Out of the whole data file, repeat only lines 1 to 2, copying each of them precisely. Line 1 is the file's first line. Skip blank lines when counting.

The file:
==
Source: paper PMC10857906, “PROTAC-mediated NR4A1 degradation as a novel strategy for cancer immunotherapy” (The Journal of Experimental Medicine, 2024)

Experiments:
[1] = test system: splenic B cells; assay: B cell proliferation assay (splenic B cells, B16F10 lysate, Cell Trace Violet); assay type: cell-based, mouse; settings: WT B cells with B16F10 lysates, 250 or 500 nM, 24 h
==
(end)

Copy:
Source: paper PMC10857906, “PROTAC-mediated NR4A1 degradation as a novel strategy for cancer immunotherapy” (The Journal of Experimental Medicine, 2024)

Experiments: